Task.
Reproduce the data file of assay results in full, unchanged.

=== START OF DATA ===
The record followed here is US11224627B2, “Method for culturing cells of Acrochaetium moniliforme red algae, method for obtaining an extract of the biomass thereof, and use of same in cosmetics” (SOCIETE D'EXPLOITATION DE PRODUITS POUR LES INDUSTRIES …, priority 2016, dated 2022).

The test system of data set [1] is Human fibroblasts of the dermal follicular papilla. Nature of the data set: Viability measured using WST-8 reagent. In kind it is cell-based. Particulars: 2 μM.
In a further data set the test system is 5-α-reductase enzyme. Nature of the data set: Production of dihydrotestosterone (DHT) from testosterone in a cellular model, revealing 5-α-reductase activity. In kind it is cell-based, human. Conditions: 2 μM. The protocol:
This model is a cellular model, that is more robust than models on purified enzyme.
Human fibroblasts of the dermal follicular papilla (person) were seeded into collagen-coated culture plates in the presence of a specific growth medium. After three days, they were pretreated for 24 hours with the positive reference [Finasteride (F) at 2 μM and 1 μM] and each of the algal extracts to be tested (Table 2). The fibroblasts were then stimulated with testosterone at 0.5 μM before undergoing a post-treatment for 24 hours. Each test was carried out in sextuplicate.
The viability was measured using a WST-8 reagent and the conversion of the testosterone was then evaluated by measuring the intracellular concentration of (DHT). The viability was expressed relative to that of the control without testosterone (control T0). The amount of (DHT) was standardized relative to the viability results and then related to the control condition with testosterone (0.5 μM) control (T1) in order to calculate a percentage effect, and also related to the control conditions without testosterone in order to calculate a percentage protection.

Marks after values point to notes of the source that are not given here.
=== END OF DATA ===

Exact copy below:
The record followed here is US11224627B2, “Method for culturing cells of Acrochaetium moniliforme red algae, method for obtaining an extract of the biomass thereof, and use of same in cosmetics” (SOCIETE D'EXPLOITATION DE PRODUITS POUR LES INDUSTRIES …, priority 2016, dated 2022).

The test system of data set [1] is Human fibroblasts of the dermal follicular papilla. Nature of the data set: Viability measured using WST-8 reagent. In kind it is cell-based. Particulars: 2 μM.
In a further data set the test system is 5-α-reductase enzyme. Nature of the data set: Production of dihydrotestosterone (DHT) from testosterone in a cellular model, revealing 5-α-reductase activity. In kind it is cell-based, human. Conditions: 2 μM. The protocol:
This model is a cellular model, that is more robust than models on purified enzyme.
Human fibroblasts of the dermal follicular papilla (person) were seeded into collagen-coated culture plates in the presence of a specific growth medium. After three days, they were pretreated for 24 hours with the positive reference [Finasteride (F) at 2 μM and 1 μM] and each of the algal extracts to be tested (Table 2). The fibroblasts were then stimulated with testosterone at 0.5 μM before undergoing a post-treatment for 24 hours. Each test was carried out in sextuplicate.
The viability was measured using a WST-8 reagent and the conversion of the testosterone was then evaluated by measuring the intracellular concentration of (DHT). The viability was expressed relative to that of the control without testosterone (control T0). The amount of (DHT) was standardized relative to the viability results and then related to the control condition with testosterone (0.5 μM) control (T1) in order to calculate a percentage effect, and also related to the control conditions without testosterone in order to calculate a percentage protection.

Marks after values point to notes of the source that are not given here.